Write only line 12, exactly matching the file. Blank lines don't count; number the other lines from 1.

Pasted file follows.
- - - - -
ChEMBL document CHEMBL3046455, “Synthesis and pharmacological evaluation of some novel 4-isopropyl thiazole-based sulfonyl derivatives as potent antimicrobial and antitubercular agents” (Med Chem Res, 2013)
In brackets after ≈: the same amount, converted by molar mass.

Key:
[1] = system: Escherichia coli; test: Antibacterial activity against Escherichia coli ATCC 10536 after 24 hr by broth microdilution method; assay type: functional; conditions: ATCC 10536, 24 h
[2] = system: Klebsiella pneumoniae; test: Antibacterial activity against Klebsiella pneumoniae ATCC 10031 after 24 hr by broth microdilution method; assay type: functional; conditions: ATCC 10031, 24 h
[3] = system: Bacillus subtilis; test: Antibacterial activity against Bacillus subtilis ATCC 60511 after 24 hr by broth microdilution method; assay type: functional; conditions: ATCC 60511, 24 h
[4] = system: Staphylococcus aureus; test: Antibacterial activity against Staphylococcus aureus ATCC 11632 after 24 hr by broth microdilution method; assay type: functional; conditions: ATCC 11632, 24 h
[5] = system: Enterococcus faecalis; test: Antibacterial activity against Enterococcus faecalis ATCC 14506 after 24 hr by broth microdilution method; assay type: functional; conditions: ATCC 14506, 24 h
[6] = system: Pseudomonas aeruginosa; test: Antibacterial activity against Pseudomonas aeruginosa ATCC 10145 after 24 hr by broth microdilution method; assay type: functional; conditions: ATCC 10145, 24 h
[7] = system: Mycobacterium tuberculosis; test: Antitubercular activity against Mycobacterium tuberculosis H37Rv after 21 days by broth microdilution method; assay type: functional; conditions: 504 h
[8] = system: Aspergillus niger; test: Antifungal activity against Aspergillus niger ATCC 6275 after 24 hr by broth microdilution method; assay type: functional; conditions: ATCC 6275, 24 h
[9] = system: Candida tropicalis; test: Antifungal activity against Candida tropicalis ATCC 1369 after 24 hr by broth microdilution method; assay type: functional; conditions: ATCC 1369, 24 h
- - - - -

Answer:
[9] = system: Candida tropicalis; test: Antifungal activity against Candida tropicalis ATCC 1369 after 24 hr by broth microdilution method; assay type: functional; conditions: ATCC 1369, 24 h